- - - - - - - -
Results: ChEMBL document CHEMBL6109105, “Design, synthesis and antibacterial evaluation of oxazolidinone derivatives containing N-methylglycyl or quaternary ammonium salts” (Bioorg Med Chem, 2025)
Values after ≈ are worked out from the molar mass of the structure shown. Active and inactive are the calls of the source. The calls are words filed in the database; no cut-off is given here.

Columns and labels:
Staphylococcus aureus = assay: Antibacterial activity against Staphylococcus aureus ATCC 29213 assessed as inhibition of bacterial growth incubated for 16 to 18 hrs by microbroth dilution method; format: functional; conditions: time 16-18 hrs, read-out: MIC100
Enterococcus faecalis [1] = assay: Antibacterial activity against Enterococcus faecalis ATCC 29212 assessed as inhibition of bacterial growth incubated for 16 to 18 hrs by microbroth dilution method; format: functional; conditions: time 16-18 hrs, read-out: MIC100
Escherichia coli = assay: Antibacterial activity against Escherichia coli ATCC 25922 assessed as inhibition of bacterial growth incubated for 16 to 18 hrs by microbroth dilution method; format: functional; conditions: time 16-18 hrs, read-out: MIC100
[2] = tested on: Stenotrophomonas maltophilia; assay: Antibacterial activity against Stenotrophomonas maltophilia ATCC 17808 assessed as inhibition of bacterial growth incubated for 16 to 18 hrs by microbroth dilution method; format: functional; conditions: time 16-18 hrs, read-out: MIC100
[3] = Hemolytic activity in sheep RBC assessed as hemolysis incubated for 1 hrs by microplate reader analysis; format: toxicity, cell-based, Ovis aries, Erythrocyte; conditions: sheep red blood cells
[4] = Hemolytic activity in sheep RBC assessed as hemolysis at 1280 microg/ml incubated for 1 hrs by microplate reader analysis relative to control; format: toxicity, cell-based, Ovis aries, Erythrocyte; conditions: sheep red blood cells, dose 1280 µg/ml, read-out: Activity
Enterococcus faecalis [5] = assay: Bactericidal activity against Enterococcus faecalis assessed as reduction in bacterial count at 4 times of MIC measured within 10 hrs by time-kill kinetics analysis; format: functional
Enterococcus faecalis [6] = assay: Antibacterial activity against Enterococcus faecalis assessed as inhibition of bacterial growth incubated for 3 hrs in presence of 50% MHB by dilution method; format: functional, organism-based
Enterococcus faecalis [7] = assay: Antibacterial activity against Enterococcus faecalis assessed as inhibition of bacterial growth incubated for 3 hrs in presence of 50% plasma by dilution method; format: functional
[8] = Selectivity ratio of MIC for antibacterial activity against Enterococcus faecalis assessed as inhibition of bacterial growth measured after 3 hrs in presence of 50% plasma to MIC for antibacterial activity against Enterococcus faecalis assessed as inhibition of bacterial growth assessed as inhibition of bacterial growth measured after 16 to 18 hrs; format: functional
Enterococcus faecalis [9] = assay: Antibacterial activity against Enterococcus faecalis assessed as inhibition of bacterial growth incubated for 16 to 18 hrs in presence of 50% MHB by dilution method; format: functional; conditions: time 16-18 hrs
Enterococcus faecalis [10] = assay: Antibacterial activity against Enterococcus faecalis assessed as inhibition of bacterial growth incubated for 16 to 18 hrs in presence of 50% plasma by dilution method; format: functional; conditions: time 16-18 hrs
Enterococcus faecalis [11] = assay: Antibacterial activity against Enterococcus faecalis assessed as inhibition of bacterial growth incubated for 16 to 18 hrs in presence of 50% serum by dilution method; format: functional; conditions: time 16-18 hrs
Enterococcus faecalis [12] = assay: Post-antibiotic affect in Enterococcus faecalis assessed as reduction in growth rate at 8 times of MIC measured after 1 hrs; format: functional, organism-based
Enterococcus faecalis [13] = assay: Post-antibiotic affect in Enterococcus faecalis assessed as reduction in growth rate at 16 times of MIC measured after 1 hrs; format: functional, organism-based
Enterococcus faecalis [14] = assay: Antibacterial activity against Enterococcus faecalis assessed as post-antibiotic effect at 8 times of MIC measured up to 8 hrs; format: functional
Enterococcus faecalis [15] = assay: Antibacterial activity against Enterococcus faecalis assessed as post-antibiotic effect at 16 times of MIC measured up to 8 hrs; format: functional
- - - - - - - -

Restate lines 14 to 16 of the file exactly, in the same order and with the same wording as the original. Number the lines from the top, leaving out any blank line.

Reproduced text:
Enterococcus faecalis [9] = assay: Antibacterial activity against Enterococcus faecalis assessed as inhibition of bacterial growth incubated for 16 to 18 hrs in presence of 50% MHB by dilution method; format: functional; conditions: time 16-18 hrs
Enterococcus faecalis [10] = assay: Antibacterial activity against Enterococcus faecalis assessed as inhibition of bacterial growth incubated for 16 to 18 hrs in presence of 50% plasma by dilution method; format: functional; conditions: time 16-18 hrs
Enterococcus faecalis [11] = assay: Antibacterial activity against Enterococcus faecalis assessed as inhibition of bacterial growth incubated for 16 to 18 hrs in presence of 50% serum by dilution method; format: functional; conditions: time 16-18 hrs